Lung Disease Puts Many Black Patients Back in Hospital: Report
In COPD patients over 40, readmission rates highest among blacks, research shows
THURSDAY, Sept. 22, 2011 (HealthDay News) -- Among U.S. patients aged 40 and older with chronic obstructive pulmonary disease (COPD), blacks have the highest rate of hospital readmission, a new report reveals.
COPD, a common lung disease that makes it hard to breathe and gets worse over time, includes two main conditions: emphysema and chronic bronchitis.
In 2008, COPD patient hospital readmissions within 30 days were 30 percent higher among blacks than Hispanics or Asians and Pacific Islanders, and about 9 percent higher than among whites, according to an analysis of data from State Inpatient Databases for 15 states, including: Arkansas, California, Florida, Hawaii, Louisiana, Massachusetts, Missouri, Nebraska, New Hampshire, New York, South Carolina, Tennessee, Utah, Virginia and Washington.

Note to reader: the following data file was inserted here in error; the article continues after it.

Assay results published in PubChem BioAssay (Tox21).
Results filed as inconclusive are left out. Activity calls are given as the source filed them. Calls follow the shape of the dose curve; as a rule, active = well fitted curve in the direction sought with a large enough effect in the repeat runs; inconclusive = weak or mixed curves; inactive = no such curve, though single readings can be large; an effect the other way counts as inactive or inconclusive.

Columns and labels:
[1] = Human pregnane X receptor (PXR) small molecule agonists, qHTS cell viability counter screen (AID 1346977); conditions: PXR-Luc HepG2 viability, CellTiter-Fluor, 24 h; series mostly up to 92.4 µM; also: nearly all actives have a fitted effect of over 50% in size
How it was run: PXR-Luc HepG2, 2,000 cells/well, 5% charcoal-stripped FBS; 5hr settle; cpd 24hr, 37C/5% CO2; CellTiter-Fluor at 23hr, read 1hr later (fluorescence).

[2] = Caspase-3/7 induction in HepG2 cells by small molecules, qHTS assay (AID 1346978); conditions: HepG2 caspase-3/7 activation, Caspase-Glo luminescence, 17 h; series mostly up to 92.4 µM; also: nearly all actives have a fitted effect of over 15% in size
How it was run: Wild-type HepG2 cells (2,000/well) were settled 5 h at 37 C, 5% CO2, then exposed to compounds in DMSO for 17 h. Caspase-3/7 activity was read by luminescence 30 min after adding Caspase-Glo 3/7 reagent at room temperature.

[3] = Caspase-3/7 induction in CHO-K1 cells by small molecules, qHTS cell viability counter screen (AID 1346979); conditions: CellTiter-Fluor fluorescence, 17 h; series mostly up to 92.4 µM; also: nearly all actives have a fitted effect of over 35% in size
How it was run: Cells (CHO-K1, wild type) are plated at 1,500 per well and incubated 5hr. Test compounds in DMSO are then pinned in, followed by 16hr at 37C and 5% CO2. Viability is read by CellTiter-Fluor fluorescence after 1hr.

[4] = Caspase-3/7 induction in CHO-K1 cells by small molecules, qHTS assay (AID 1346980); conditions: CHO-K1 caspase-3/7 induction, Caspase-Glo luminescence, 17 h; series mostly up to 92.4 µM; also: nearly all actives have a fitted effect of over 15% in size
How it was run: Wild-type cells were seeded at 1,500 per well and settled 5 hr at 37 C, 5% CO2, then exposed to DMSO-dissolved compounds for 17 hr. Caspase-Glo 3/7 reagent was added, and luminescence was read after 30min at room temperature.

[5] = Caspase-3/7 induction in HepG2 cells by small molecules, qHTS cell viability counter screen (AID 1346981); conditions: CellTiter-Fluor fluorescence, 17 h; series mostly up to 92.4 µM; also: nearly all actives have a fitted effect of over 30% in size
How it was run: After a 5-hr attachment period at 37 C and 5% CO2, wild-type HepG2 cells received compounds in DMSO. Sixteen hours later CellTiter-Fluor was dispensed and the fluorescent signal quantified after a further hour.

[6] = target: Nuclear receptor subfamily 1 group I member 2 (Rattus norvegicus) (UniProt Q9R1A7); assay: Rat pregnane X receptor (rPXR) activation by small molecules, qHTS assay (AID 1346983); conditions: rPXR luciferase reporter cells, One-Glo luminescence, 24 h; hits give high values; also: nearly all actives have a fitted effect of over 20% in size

Overall, in 2008, about 7 percent of COPD patients were readmitted within 30 days principally for COPD, and 21 percent were readmitted for any type of health problem ("all-cause readmission"), according to the Sept. 14 News and Numbers summary from the U.S. Agency for Healthcare Research and Quality.
The 190,700 initial hospital admissions to treat COPD cost an average of $7,100 each. The average cost for readmission principally for COPD was $8,400 per stay (18 percent higher than for the initial stay) and $11,100 for all-cause readmission (50 percent higher), the investigators reported.
Readmissions were 22 percent higher among patients in the poorest communities than among patients in high-income areas, and 13 percent higher among men than women, the report indicated.
The U.S. National Heart, Lung, and Blood Institute has more about COPD.